The Story Teller of Life: Tamasha


Who are you? Where do you belong? And most importantly, where do you find yourself? Well, all these questions are obviously not answered in Imtiaz Ali’s Tamasha. However, what is told is that the journey via these questions is what makes our destination beautiful. These questions, when asked to ourselves, are what make us unique and special.

The movie commences with a theatrical act of two people, one enacting as a robot, a normal human.  The other is a clown, the one that is always laughed at and in reality, a human’s heart. The robot/humans try to depict/ mock at the daily lives of people and how they are just surviving and not living.

The director then turns the wheel of the clock and takes us back in time to the serendipitous meeting of the two protagonists, Ved (Ranbir Kapoor) and Tara (Deepika Padukone) in Corsica. But what makes this meet special is that the two decide to not to reveal themselves and take a pledge to Only tell lies about themselves and never meet again. Never. Interesting, isn’t it? Who doesn’t want to escape from themselves? As an individual, everyone, at least once dreams of going to a place where no one knows them. No acquaintances mean no boundaries, no limits and no constraints. On one hand there is Ved, childlike in nature and cinema lover at heart and on the other is Tara a fun and adventurous girl who knows what she wants. The two have a time of their lives. echoing their voices through the mountains, entertaining random people in the restaurant, trekking and 'living’ each and every moment. Tara by the end of her journey realizes her feelings for Ved, but has to return back to Kolkata, her hometown.

A few years later the two meet again, semi accidentally. Tara confesses her feelings and Ved accepts, but something changed meanwhile. The guy she fell in love with was not with her even though she was beside him.

Ever wondered why we call all the enthusiasts, the energetic, the fun lovers, childish, childlike? Probably because these traits are only visible in childhood. With each passing year, things become complicated or so is what is believed. We are told to look at this life in a complicated manner, losing the fun, the zeal something that makes us different and the emotions, that actually make us human. Ved, the person who would talk to mountains, drink water from the river straight like an animal had lost himself in the crowd too. (Tara's words not mine). He had lost himself in the race no one knows about, not even himself. The race that he did not choose to be a part of. Being in the world is a tough job with constant battles and the toughest one being who we are.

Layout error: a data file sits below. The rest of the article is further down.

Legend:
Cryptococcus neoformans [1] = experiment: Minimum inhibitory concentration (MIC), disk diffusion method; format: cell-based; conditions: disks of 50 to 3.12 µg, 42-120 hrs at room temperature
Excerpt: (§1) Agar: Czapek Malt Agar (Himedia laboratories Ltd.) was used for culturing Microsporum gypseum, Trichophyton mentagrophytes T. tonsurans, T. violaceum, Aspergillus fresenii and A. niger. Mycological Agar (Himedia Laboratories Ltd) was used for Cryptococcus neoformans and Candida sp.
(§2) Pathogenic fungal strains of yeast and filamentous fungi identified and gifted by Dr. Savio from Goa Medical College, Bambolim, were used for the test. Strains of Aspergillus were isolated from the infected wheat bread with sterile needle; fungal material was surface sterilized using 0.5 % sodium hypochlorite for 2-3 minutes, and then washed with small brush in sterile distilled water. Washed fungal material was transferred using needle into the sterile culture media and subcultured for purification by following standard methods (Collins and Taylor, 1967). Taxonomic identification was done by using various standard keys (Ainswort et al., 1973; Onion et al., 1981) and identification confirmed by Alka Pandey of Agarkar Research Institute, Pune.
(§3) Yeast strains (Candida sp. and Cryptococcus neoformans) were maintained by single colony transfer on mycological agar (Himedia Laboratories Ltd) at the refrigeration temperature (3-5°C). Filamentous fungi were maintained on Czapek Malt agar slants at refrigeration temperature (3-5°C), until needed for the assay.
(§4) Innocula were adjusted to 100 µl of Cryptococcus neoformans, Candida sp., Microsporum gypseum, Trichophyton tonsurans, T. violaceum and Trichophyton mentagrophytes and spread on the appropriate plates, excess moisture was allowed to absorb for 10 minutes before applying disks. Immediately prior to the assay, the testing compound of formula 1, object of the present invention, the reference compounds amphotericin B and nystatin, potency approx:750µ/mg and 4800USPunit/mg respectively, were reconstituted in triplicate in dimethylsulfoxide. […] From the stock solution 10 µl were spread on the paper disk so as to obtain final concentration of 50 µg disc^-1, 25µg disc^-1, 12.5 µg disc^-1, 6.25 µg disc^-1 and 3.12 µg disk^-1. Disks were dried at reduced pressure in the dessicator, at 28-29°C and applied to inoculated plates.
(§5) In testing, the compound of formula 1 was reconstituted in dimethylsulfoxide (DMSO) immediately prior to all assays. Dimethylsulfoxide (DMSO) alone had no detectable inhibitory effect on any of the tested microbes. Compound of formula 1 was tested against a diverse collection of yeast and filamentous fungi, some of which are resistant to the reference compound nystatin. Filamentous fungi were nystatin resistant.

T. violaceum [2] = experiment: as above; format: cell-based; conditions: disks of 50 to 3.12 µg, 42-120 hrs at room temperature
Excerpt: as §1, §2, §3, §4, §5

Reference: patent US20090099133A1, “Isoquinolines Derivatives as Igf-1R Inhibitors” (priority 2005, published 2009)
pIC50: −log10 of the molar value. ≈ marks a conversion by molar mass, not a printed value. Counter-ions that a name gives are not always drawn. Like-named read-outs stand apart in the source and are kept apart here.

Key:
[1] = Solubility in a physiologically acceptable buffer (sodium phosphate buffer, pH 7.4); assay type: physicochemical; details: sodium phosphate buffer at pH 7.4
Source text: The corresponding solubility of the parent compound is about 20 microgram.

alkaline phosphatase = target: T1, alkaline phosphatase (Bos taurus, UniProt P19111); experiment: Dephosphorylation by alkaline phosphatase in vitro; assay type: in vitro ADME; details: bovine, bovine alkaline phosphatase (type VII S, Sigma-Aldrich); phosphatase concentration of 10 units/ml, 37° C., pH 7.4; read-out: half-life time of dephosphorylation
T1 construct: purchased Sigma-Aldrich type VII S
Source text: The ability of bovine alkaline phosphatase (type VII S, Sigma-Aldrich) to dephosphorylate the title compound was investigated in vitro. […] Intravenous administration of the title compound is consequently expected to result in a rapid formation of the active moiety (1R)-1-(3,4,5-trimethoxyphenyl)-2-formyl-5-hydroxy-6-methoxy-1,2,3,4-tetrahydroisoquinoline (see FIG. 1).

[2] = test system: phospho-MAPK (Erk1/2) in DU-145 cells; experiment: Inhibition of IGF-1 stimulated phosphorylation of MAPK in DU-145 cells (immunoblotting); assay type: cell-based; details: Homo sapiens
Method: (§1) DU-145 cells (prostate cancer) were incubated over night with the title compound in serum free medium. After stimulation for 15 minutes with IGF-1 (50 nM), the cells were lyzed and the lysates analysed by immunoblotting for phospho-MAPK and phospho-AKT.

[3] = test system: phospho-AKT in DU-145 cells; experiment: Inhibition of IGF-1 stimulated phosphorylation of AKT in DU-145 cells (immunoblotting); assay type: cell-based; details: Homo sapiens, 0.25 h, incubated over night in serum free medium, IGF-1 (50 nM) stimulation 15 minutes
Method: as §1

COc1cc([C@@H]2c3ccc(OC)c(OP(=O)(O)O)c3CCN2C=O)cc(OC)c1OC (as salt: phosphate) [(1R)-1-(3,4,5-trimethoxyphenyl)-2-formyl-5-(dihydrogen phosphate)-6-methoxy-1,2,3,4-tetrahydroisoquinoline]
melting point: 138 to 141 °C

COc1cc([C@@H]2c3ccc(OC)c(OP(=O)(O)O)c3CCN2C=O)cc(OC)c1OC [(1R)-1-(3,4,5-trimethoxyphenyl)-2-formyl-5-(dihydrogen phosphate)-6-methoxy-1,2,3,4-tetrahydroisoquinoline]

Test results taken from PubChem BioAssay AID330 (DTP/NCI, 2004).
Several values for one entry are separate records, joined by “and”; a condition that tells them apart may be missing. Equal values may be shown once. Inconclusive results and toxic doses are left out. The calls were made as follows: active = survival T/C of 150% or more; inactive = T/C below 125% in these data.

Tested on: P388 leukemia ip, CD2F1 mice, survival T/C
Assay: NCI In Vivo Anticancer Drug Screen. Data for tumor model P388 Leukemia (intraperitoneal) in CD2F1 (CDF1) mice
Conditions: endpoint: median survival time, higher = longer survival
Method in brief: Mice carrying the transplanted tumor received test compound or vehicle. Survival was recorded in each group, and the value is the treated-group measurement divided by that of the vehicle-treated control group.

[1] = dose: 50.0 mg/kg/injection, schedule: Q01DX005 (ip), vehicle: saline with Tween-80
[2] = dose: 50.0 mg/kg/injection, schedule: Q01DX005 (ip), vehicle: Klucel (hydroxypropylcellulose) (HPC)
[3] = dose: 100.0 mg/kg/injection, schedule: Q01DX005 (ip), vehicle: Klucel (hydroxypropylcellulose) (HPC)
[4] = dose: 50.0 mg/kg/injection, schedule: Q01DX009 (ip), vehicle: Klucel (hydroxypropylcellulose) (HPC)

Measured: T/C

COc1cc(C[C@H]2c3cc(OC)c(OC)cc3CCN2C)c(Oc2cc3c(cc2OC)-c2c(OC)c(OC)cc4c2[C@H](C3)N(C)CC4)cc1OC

Tara, later dares to do what no one in Ved's life had done. She shows him the mirror, tells him that he is just playing a role in his real life, that he is betraying himself. She tells him that this was not the Ved she had been with. But what could be the reaction of a person whose feelings had been suppressed his whole life. What do such people do when they finally find a person who are a trigger or the mirror in which they find their reflection? Ved, shows a different shade. His words like “Yes, please hide me from the world, please suppress me like others” show his emotions pretty well. He was lost, broken and unable to express himself. He tried to move out of the system, do things his own way but the society pushed him back. The film successfully shows the confusions and complexity people face when they are on the forced path of the society.

“We all are different from inside but helpless from outside”. The search is within and we all know it. But who can deny the fact that the truth and the world itself, is hard to face.   “Tu koi aur hai, jaanta hai tu, is duniya ke saamne ek nakaab hai “the song and its lyrics portray the exact phase that we all go through or have been through. The song convinces people to stop, hit a pause and just open their closed eyes. It persuades people to stop running blindly with the world that is unaware itself, rather, sit back and introspect and they will know what they want.  

Tamasha, with AR Rahman’s magical compositions, walks you through the different sets of emotions and setbacks.  Matargashti and its different acoustic versions depicting the different versions of Ved and the way he was leading his life are worth appreciating as well. A cheerful and energetic tone in Corsica; a happy tone that could sooth your ears and elate your heart when Ved and Tara meet for the first time in Delhi and Tara confesses her feelings for Ved. And then, a sad version, perhaps for a broken heart when Tara tells that the Ved she was with in Delhi was not the one she was looking for. And finally, the soothing version along with a sense of happiness when Ved realizes who he really is, what he really wants and actually takes on that path.

Imtiaz Ali also made clown, the heart a significant part of the movie. The character that was only shown when Ved was truly happy, when he followed his heart.  Towards the end, he makes it clear through the dialogues, the cinematography and the apt songs that at the end of the day, it is our life and there is no other writer of it, but us. There is no one to be scared of, and no one we should be pleasing except us. The route of heart is the right path and everything is fine if we are contented and satisfied with ourselves.

To the reader as a writer, I have just one message:

Stop seeking your story in others’, as for you there is just one storyteller. Who? You!